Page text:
Can you smell it, brother?! Chris is back with another wrestling review, this time for WWE '13.
Last year, the WWE series underwent a significant overhaul. What was formerly the SmackDown! Series, dating all the way back to the PSone, was rebranded as WWE ’12. Along with the name change, fairly major changes were also made to the gameplay systems and overall presentation. While WWE ’12 was certainly a step in the right direction, it still suffered from some nagging problems, not to mention a downright broken online system. Now, THQ hopes to put all those stumbling blocks behind them as they release WWE ’13.
|3 versions of Triple H! Happy day!|
Developed by Japanese developer Yuke’s for all these years, WWE ’13 is mostly a simulation style representation of the wild world of pro wrestling, far more grounded in reality than games like WWE All-Stars. Featuring all the stars you’d expect from a WWE game, WWE ’13 also positions itself as a vehicle for nostalgic twentysomethings to relive the glory days of the Attitude era. The roster is split in two, with nearly as many Superstars of the past as there are current wrestlers. This serves well to nostalgic fans of yesteryear, but also shows just how bland some of the current WWE Superstars are. In what world do Bret Hart and Jinder Mahal belong in the same game?
Replacing the Road to Wrestlemania mode that has been present in the past few WWE games, WWE ’13 offers players the chance to relive the WWE as it was from 1996-2000 via the Attitude Era story mode. This is really where the real meat of the game lies, and it is a massive improvement over the stiffly-acted, oddly paced story modes of games before. Featuring video packages produced by the WWE, the Attitude Era mode serves as a history lesson for younger gamers, as well as a rose-tinted version of what us old folks used to love about wrestling. It’s easy to forget that while guys like The Rock and Stone Cold Steve Austin were kicking ass, there was also chumps like the Headbangers and Meat stinking up Monday nights. Fortunately, WWE ’13 only features the best of the best.
The wealth of classic wrestlers available does come at a price though. Today’s stars like C.M. Punk and John Cena are readily available for body scanning, and as such, their character models look great. Unfortunately, it’s not really possible for Shawn Michaels circa 1997 to be accurately scanned, so many of the Attitude era guys stand out as being far more cartoony and rubber-faced than their modern counterparts. This isn’t really that big a deal when all participants in a match are from the same time period, but mixing the rosters throws the graphical disparity into stark relief.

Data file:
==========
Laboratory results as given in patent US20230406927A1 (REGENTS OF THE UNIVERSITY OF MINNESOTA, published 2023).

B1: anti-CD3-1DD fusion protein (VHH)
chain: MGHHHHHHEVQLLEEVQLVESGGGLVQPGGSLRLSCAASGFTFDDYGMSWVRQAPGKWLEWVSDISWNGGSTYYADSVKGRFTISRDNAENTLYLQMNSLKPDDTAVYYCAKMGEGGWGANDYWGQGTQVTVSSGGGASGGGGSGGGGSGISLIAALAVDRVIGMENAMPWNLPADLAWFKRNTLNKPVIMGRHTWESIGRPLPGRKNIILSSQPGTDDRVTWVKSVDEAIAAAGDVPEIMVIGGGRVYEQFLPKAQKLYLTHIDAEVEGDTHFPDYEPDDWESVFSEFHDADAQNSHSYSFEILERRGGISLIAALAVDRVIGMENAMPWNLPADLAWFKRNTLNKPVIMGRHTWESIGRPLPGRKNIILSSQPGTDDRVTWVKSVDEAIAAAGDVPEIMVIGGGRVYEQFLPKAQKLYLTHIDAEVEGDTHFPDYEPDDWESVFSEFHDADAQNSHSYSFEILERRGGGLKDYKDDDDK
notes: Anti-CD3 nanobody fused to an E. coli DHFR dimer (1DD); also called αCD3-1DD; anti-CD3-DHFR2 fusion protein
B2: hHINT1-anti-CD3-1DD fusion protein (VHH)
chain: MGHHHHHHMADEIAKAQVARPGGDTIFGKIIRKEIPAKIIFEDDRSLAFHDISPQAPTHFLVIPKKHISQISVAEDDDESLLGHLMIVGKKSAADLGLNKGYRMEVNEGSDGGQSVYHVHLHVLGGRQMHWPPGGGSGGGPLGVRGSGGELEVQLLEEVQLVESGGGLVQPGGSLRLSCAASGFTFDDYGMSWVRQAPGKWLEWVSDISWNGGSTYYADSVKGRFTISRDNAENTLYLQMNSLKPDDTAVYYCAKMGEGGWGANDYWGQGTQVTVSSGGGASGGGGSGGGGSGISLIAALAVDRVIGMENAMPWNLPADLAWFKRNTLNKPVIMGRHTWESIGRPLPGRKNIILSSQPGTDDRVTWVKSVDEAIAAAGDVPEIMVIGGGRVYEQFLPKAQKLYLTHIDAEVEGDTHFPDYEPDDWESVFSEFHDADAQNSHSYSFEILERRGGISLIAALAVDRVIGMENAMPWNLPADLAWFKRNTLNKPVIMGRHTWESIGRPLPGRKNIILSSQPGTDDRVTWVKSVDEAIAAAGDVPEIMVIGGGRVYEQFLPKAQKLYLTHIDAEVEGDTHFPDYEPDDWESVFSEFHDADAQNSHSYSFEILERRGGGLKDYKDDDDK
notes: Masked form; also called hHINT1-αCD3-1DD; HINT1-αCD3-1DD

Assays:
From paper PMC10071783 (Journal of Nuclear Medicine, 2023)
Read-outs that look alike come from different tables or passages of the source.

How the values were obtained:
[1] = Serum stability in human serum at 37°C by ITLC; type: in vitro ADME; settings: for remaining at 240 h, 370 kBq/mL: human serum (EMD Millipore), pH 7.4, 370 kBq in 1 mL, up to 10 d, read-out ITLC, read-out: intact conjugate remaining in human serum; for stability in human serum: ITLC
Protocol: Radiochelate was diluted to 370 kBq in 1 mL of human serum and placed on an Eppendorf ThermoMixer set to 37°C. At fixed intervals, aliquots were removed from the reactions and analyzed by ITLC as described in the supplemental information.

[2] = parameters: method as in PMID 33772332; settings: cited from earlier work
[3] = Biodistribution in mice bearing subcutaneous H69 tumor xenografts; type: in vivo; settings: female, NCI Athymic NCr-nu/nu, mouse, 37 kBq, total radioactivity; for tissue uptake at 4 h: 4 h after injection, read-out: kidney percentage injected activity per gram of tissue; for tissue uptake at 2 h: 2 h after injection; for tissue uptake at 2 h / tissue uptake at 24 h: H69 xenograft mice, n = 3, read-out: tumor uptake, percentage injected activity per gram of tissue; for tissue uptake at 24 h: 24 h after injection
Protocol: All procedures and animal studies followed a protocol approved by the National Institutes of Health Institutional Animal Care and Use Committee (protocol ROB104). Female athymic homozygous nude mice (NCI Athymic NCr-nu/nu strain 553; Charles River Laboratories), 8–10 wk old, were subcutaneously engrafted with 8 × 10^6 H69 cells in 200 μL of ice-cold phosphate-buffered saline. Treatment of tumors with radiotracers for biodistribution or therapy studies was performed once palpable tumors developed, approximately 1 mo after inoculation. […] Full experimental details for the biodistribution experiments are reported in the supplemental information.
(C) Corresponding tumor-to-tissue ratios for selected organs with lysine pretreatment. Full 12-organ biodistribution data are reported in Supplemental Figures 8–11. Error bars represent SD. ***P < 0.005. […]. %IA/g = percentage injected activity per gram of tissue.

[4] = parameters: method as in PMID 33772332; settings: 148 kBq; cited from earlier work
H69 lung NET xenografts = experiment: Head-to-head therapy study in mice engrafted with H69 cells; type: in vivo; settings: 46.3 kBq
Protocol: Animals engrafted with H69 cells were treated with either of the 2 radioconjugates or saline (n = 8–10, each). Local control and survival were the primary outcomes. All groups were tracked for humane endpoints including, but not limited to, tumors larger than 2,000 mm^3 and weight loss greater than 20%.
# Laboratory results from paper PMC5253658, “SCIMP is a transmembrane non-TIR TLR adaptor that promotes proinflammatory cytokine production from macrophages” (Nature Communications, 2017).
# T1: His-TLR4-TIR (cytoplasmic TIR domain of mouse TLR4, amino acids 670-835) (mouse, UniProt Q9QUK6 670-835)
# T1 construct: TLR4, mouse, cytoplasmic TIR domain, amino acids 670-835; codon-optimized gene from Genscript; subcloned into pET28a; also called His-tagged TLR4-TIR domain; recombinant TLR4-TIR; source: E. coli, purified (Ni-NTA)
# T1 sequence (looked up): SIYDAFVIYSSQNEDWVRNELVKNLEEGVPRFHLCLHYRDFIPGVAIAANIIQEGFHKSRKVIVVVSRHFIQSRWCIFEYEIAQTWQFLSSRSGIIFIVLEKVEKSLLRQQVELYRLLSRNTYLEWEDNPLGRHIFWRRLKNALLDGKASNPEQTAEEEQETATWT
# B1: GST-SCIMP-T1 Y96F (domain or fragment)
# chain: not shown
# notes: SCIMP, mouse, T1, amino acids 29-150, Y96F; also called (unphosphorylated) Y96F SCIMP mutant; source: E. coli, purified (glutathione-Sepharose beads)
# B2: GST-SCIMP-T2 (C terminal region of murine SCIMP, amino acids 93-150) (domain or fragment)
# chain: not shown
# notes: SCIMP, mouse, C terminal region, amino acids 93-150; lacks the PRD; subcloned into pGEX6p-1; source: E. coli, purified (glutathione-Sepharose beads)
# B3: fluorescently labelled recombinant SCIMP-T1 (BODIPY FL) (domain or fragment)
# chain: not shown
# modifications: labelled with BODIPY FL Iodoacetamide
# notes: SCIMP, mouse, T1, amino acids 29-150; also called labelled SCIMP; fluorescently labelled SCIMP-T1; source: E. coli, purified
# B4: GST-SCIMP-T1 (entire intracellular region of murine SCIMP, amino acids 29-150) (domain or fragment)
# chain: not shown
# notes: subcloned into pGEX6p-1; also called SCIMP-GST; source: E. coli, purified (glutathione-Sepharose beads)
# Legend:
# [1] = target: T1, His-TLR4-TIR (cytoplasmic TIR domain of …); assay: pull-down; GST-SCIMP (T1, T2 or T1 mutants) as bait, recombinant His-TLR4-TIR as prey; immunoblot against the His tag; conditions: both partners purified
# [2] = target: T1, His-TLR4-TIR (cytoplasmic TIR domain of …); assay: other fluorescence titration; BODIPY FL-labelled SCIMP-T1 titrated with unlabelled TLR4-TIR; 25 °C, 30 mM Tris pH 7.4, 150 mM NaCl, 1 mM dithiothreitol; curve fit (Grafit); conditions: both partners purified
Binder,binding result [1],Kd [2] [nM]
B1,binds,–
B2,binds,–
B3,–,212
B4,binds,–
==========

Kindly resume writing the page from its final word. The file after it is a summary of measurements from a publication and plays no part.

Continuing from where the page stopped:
Once into a match, WWE ’13 plays a LOT like WWE ’12. So much so, that sometimes, well often, it feels like the same game. Little touches have been added, such as reversal indicators letting the player know if their button presses are timed well or not. Irish whips have been re-tooled to allow wrestlers to be thrown out of the ring more easily, and it works rather well. It’s fairly easy to get a hang of the grappling system, although higher difficulty settings tend to rely on reversals to an irritating degree. Last year’s “Predator technology” is still present, allowing signature moves to easily be chained into finishers.
|New OMG! moments look cool, have lame name.|
Commentary in WWE ‘13 is also more of the same. Michael Cole and Jerry Lawler call the action, and it’s about as cut-and-paste as you’d expect. The Attitude Era mode mercifully includes commentary from Jim Ross, sometimes taken right from the original broadcasts. A nice touch is the addition of guest commentators in this mode, and it seems as though guys like Stone Cold even recorded new lines for their commentary. It’s still jarring to hear the “f” censored whenever someone says WWF, though.
One very welcome change to the audio is audience levels. Last year, crowds were nearly always dead silent, and it made the matches feel flat and unexciting. In WWE ’13, crowd noise has been amped way up, sometimes to the point of drowning out the commentary. It’s all adjustable with sliders, so if it bothers you, you can always turn crowd noise down, or commentary off, or whatever. Go crazy.
Newer additions to the WWE Universe, such as fan favorites like Ryback and Damien Sandow, are promised as DLC, making this year’s roster incredibly up to date. From all accounts, the online server woes that plagued last year’s game have been alleviated, so player-created wrestlers are also easily downloaded as well. So if you’re really into a wrestler who was left off the rosters, like, say, I dunno, RAZOR RAMON, someone out there is sure to have created a near-perfect likeness of The Bad Guy.
Which reminds me: PUT RAZOR RAMON IN THE GAME, THQ.
Other than that one gripe, WWE ’13 is a big step forward for the series. The inclusion of the Attitude Era mode is sure to pull in some fans who may have skipped the past few games, and the game is strong enough to possibly get a lot them to stick around. Aside from a few odd glitches, such as the wrong loading screen popping up, or arenas suddenly changing in cutscenes, WWE ’13 is, finally, a truly solid game. If you didn’t pick up last year’s game, or if you were a huge fan of the Attitude Era, WWE ’13 has a lot to offer. How THQ and Yuke’s follow this up, though, is going to be really interesting.
FINAL VERDICT: 4/5
Can you smell what Christopher Linendoll is cookin? He can be reached via Twitter, or found in the hummus section of your local grocery store.